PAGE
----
Last autumn, a delegation from the Kogi people travelled from Colombia to the Rhône River to put a new environmental cooperation project into practice. The aim was to assess the health of the Rhône and draw up an unprecedented inventory of the river.
The Kogi, an age-old indigenous people
The mysterious Kogi people have recently forged surprising links with the Rhône. Although geographically distant, these people and the Rhône are in fact closely interconnected in their quest to preserve the environment and ensure a sustainable future for our planet.
Originating in the Sierra Nevada de Santa Marta in Colombia and descended from the Tayronas Amerindian group, the Kogis are an indigenous people whose culture and traditions date back over a thousand years. Their unique relationship with nature has enabled them to develop an in-depth knowledge of the environment and conservation techniques. Their spiritual beliefs place great importance on respect and balance between all the elements that make up‘Mother Earth‘.
For the Kogi, the earth is a living being and humans are its children. They believe that rivers are the veins that irrigate the Earth’s body and that they play an essential role in its balance.
The knowledge of this people, particularly in terms of the environment, is a UNESCO World Heritage Site.
The Rhône river tour
Initiated and coordinated by the Tchendukua association, the encounter between the Kogi and the Rhône river began in 2009 with the geographer Eric Julien. This organisation supports Colombia’s indigenous peoples in protecting and promoting their ancestral territories, with the support of the French Embassy andUNESCO.
Working in partnership with local players such as theINSA (Institut National des Sciences Appliquées*), the association aims to facilitate dialogue between two worlds and look forward to the future with joy by observing nature in a different way, as a whole.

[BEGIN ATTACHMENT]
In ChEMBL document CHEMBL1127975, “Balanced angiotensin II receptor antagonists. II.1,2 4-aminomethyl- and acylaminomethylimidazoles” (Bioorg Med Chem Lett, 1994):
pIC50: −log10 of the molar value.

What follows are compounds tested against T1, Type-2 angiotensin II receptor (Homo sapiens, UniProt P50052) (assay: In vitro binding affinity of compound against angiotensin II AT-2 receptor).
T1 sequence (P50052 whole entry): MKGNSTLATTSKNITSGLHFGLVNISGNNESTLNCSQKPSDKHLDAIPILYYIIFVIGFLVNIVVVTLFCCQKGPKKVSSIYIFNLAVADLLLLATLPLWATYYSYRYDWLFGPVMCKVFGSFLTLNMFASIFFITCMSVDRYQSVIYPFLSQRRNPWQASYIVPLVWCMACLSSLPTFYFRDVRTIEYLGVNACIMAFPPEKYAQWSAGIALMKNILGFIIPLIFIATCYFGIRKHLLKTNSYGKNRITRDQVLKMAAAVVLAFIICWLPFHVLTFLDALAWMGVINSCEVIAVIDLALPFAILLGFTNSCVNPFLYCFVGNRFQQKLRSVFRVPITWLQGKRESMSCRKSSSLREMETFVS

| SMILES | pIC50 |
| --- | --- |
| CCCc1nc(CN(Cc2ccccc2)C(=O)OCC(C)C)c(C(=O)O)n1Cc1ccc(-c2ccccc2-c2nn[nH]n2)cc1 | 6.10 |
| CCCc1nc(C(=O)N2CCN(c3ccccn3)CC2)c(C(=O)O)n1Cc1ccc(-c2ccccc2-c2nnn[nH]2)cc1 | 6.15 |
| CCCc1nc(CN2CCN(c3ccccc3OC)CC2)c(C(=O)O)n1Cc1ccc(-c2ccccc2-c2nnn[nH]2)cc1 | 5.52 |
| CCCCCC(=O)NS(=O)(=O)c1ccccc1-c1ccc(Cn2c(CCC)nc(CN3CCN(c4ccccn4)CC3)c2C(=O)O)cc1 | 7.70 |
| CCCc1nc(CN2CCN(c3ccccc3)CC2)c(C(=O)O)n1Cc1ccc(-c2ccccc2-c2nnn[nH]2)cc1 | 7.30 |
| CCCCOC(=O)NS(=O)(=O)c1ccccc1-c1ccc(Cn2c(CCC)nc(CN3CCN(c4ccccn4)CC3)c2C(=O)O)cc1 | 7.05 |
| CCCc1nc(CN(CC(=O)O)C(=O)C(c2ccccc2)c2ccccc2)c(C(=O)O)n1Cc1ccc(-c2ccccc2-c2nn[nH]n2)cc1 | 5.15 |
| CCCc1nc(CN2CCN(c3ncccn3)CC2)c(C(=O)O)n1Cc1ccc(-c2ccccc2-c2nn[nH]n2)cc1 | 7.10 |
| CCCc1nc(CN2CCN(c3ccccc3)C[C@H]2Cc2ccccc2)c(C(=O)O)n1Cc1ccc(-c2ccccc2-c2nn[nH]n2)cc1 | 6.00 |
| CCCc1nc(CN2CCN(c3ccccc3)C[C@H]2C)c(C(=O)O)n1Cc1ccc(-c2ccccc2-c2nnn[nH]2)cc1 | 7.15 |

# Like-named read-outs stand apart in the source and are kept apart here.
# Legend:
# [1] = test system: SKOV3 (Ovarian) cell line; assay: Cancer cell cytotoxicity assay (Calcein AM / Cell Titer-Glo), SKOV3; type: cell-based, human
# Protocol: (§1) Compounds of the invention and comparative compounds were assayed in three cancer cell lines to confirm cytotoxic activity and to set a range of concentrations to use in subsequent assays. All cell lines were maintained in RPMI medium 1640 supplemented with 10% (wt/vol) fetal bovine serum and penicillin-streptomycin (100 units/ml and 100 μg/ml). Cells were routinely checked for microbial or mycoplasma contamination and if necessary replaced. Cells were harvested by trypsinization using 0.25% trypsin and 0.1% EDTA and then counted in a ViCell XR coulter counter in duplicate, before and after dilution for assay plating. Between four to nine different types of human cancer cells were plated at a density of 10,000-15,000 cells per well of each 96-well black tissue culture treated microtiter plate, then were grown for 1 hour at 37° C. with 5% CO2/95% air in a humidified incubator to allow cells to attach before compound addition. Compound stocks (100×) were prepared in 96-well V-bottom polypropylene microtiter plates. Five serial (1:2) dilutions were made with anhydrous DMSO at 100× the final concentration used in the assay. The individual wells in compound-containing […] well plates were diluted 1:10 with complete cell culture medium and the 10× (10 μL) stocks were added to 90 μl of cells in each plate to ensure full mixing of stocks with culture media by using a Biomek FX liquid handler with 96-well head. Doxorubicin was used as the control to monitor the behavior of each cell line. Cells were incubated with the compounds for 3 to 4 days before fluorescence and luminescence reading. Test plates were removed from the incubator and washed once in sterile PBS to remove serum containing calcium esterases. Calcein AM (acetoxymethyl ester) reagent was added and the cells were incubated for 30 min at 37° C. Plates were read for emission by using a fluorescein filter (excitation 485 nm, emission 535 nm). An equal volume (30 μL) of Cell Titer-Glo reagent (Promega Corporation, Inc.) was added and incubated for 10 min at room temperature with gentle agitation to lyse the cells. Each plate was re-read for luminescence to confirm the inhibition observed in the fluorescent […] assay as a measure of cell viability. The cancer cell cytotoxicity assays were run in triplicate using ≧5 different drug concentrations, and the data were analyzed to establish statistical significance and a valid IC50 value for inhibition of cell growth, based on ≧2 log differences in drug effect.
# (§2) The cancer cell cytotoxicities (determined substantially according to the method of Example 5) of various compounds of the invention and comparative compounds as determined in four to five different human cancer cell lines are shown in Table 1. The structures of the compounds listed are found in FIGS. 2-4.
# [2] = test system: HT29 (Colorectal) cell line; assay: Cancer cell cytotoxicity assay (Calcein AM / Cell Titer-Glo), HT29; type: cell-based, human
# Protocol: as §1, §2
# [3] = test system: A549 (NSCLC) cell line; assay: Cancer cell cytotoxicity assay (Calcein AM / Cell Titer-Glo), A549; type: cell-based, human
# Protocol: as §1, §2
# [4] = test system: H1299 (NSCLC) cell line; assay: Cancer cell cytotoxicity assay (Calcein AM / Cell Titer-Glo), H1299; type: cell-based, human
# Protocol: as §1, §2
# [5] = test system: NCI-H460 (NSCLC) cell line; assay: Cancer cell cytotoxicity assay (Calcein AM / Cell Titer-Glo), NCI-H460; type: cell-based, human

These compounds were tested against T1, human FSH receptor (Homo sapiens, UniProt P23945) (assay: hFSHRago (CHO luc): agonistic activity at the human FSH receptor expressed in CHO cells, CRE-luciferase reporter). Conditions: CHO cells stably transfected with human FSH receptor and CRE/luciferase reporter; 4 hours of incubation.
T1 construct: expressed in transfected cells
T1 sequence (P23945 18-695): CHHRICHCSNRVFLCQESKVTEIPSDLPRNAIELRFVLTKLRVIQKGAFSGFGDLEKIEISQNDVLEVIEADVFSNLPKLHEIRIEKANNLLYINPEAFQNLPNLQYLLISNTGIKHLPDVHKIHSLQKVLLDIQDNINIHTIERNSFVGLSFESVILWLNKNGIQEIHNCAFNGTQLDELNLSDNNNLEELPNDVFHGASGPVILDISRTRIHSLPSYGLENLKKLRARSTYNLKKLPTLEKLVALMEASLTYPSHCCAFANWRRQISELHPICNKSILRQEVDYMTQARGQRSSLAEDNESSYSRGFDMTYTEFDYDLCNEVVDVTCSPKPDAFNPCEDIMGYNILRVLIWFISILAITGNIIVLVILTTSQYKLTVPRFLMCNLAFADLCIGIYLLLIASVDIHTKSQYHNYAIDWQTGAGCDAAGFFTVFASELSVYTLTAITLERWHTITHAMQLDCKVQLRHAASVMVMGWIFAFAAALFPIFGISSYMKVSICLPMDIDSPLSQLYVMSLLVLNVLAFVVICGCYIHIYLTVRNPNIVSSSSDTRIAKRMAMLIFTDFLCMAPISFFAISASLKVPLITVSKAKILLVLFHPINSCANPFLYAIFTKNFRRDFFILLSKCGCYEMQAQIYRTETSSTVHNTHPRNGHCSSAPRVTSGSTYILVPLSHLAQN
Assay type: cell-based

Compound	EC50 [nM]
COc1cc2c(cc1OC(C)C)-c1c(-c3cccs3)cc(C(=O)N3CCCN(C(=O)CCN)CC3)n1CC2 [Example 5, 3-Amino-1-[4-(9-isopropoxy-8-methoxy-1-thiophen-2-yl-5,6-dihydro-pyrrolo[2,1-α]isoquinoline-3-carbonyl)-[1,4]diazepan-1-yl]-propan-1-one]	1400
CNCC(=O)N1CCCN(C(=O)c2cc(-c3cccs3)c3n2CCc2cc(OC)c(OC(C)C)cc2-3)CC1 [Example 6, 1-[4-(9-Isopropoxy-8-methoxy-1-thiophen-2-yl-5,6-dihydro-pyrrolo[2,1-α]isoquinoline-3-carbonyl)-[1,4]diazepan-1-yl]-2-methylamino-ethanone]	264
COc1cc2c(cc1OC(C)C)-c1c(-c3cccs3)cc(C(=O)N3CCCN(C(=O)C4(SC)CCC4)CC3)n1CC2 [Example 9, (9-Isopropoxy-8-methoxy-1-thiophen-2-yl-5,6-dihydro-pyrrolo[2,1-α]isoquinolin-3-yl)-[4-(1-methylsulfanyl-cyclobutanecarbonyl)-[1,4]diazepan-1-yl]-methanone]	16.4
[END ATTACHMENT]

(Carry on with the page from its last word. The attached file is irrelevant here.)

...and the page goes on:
The Kogi representatives travelled to the confluence of the Rhône and Ain rivers, which they call Munkulaxka, the “place that must be allowed to grow”.
- Cross diagnosis, video presentation:
The Kogi diagnosis
The aim of this project is to share their knowledge of natural environments in order to establish a diagnosis of the river’s health.
The Kogi used their traditional knowledge to observe the Rhône and its environment. They observed the quality of the water, the presence of pollution and the state of the riverbanks, taking a global view that included climate change.
The methods used by these people to assess the health of the Rhône are based on ancestral techniques passed down from generation to generation. By combining observation and intuition, the Mámas Kogi, or wise men in other words, have been able to draw up an unprecedented inventory.
Their diagnosis highlights the impact of modern human activities on the river and underlines the urgent need to take action to preserve this sensitive ecosystem.
At the end of their visit, they concluded that the Rhône is a sick river. They found that the water is polluted, the riverbanks have been damaged and biodiversity is in danger. They stressed the urgent need to take action to preserve this sensitive ecosystem of rivers, both here and around the world.
Far from being content with simply making observations, the Kogis are sharing their knowledge and experience of environmental conservation with local French players. Their lessons are invaluable in understanding how to effectively protect watersheds and the biodiversity that surrounds them.
They have also proposed the creation of an international network of indigenous peoples to protect the world’s watercourses.
By building on this intercultural dialogue, the initiatives carried out jointly make it possible to combine traditional indigenous approaches with contemporary scientific solutions to tackle the environmental challenges we face together.